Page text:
The opposition comes as Democrats on the Senate intelligence committee plan to release an executive summary of the 6,200-page report, which found the CIA used extreme interrogation methods at secret prisons more often than legally authorized and failed to disclose all the activities to lawmakers and other officials.
Despite warnings of retaliation abroad against Americans from those opposed to making the report public, the Obama administration supports its release, White House spokesman Josh Earnest said today.
“The president believes that, on principle, it’s important to release that report, so that people around the world and people here at home understand exactly what transpired,” he said. Earnest said the administration has taken steps to improve security at U.S. facilities around the world.
Releasing the findings will give terrorists fresh ammunition to escalate their violence and put the lives of additional U.S. officials and allies at risk, said Representative Mike Rogers, a Michigan Republican and chairman of the House intelligence panel.
“All they’ve got to do is find something they think indicates something and they’ll use it for their propaganda machine,” Rogers said today at a meeting of Bloomberg Government reporters and editors. “Why are we going to risk the lives of some diplomat, for what? We’re going to risk the lives of some intelligence official who had nothing to do with this, for what?”
Secretary of State John Kerry supports releasing the findings, State Department spokeswoman Jen Psaki told reporters today. Kerry discussed the policy implications of the release in a phone call with Senator Dianne Feinstein, a California Democrat and chairman of the intelligence panel, and said it was up to her to decide when to do so, Psaki said.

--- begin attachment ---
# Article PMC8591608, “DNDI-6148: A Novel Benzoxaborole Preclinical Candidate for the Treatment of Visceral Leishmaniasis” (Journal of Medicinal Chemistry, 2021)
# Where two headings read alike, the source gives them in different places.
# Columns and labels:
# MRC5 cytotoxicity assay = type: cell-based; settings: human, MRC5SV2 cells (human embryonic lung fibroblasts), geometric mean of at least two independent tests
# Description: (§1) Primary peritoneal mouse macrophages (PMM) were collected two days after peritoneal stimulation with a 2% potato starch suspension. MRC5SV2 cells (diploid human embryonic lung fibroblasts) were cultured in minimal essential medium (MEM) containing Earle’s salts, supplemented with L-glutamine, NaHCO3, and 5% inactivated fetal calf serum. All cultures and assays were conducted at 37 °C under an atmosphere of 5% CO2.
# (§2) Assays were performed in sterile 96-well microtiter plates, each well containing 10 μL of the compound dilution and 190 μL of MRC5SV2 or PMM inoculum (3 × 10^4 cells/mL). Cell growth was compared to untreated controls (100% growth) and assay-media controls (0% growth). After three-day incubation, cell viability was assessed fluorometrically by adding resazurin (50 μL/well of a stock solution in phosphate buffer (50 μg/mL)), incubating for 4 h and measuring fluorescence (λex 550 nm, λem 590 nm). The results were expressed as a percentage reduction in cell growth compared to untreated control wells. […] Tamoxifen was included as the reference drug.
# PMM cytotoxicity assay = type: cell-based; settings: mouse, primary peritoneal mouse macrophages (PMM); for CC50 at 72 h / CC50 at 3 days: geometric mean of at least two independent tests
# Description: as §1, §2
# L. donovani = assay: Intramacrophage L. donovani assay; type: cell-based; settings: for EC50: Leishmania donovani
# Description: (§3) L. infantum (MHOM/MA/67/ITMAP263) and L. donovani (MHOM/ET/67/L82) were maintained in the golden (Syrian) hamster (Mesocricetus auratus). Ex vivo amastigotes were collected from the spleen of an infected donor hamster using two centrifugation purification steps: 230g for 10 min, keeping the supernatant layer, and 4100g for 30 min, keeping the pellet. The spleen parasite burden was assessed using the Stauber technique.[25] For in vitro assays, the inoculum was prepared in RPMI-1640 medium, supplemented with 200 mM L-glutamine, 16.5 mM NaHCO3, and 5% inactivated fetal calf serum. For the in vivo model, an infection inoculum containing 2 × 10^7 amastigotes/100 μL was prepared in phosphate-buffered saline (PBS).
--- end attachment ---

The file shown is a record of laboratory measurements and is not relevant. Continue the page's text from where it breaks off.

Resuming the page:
Duke University law professor Charles Dunlap, a retired Air Force major general, disagreed, calling Islamic State by an earlier acronym.
“Although there may be some demonstrations and even some violence, I don’t think that it will particularly directly endanger Americans or American allies because those who represent a danger are already doing everything they can to inflict harm,” Dunlap said in a statement. “After all, ISIS is beheading innocent Americans and others – they hardly need more motivation for barbarism.”
Dunlap and several U.S. military and intelligence officials and diplomats said the real risk is, as Dunlap put it, “really to the ability of U.S. intelligence agencies to get the cooperation it needs from other countries, not to mention the debilitating effect on morale of CIA and other intelligence professionals.”
U.S. officials are bracing for international blowback that could fuel riots and retaliation in countries hostile to the U.S. The Defense Department warned U.S. commands overseas on Dec. 5 to take appropriate force protection measures in anticipation of the findings release, and the State Department has directed overseas diplomatic posts to review their security.